Economic Times | Aug 23, 2016
India may offer China different terms in new RCEP structure
By Kirtika Suneja, ET Bureau
NEW DELHI: India is working on a single tariff concession for 15 countries in the proposed Regional Comprehensive Economic Partnership (RCEP) agreement but is thinking of differential treatment for China especially to the phase out period in view of the big trade deficit between the two Asian giants.
RCEP is a comprehensive free trade agreement subsuming goods, services, investment, competition, economic and technical cooperation, dispute settlement and intellectual property rights between 16 countries — 10 members of the Association of Southeast Asian Nations and their six free trade agreement partners — Australia, China, India, Japan, Korea and New Zealand.
“There is a possibility that we may have the same number (common concession) but the treatment to China may be different on the number of tariff lines. What is critical is the number of years for the phaseout," said an official after the just concluded round of talks in Vietnam.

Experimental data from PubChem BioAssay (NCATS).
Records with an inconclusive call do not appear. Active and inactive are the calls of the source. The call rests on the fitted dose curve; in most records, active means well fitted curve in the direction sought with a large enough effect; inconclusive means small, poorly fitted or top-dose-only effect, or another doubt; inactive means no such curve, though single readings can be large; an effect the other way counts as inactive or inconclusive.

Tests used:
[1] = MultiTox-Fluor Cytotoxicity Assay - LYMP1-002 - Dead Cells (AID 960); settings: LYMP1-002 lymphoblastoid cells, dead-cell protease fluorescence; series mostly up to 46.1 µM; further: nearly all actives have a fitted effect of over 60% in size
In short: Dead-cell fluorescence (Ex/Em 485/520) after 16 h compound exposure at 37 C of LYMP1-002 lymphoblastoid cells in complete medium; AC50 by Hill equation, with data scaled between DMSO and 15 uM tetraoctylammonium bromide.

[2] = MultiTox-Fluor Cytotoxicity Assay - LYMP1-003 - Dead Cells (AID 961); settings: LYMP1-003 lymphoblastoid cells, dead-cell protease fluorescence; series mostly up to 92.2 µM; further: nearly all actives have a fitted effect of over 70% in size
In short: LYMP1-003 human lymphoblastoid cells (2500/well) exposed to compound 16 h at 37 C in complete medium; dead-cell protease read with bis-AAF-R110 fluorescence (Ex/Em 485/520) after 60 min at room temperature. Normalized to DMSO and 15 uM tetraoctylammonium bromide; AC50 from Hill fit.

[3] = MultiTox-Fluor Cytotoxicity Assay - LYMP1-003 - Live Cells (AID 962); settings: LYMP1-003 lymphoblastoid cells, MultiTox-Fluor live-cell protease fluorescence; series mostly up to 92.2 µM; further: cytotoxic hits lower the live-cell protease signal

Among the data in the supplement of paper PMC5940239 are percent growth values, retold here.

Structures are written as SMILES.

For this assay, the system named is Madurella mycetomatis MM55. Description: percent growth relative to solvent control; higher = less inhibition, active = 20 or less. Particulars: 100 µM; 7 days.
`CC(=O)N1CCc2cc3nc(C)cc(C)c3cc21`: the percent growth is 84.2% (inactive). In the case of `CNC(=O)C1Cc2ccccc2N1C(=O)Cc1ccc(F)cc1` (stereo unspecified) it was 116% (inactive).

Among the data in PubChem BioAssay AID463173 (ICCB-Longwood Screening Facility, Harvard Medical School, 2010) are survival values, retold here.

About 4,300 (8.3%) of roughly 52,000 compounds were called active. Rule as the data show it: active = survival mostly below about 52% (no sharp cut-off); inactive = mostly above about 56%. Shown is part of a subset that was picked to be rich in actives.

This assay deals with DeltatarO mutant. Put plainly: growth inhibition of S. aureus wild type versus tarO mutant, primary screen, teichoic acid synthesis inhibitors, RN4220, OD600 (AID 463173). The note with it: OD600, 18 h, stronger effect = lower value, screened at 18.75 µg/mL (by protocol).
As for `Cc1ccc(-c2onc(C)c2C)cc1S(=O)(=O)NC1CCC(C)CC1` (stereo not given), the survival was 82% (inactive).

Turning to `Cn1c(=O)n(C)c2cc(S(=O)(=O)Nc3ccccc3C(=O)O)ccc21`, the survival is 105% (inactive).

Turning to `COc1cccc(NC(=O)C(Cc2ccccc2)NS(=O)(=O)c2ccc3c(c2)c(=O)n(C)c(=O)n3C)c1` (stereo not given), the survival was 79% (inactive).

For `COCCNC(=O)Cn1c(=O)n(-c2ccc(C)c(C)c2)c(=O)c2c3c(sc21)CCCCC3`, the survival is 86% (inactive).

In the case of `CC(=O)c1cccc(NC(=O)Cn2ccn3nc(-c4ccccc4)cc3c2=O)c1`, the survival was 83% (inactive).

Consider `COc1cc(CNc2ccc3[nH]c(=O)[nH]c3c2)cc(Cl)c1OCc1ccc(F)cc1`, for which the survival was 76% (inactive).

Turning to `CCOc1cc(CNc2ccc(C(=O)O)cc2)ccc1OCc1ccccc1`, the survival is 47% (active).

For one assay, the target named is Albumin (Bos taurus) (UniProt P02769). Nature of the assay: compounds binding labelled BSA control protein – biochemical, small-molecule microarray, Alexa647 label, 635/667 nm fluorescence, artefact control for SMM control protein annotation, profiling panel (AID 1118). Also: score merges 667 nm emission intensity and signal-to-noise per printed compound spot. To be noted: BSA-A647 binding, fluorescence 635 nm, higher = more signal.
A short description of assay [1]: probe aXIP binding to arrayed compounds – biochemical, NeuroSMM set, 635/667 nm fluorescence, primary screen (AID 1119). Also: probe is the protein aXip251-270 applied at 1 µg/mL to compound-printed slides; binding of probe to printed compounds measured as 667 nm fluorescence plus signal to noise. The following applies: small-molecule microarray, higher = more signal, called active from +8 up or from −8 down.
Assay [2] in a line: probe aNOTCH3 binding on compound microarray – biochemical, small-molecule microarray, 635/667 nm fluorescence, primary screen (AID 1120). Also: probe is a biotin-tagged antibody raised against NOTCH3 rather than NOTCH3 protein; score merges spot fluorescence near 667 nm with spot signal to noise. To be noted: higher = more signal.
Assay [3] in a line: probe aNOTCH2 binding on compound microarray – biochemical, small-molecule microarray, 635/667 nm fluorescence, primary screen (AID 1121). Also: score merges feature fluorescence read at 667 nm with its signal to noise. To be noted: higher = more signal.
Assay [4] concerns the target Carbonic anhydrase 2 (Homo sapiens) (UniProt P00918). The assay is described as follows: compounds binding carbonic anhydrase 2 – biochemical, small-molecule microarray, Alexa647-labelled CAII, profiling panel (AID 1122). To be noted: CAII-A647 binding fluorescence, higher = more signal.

Though the final number is being worked out, the tariff cuts could be in the 65-80% range — the concessions India had offered to the 10 Asean countries and Japan and Korea, respectively in the original three-tiered structure of the RCEP. This differential treatment stems from the large trade deficit that India has with China. In 2015-16, India’s exports to China were $9 billion while the imports were a staggering $61.7 billion.
Even before this round of negotiations, the commerce department wanted RCEP to go the Trans Pacific Partnership (TPP) way while discarding the three-tier structure. The TPP has offered its members countries to phase out tariffs over long periods of time stretching up to 20 years in cases of some products.
“The definition of common concession is still not clear. If the tiers are not there, then we will have to recalibrate," said the official, adding that some kind of a conclusion would have to be reached before the China round in October.
India’s move comes in the wake of the RCEP talks having been stuck for a year due to lack of consensus on collapsing the three-tier structure of tariff cuts, inclusion of services and a uniform tariff concession for all members.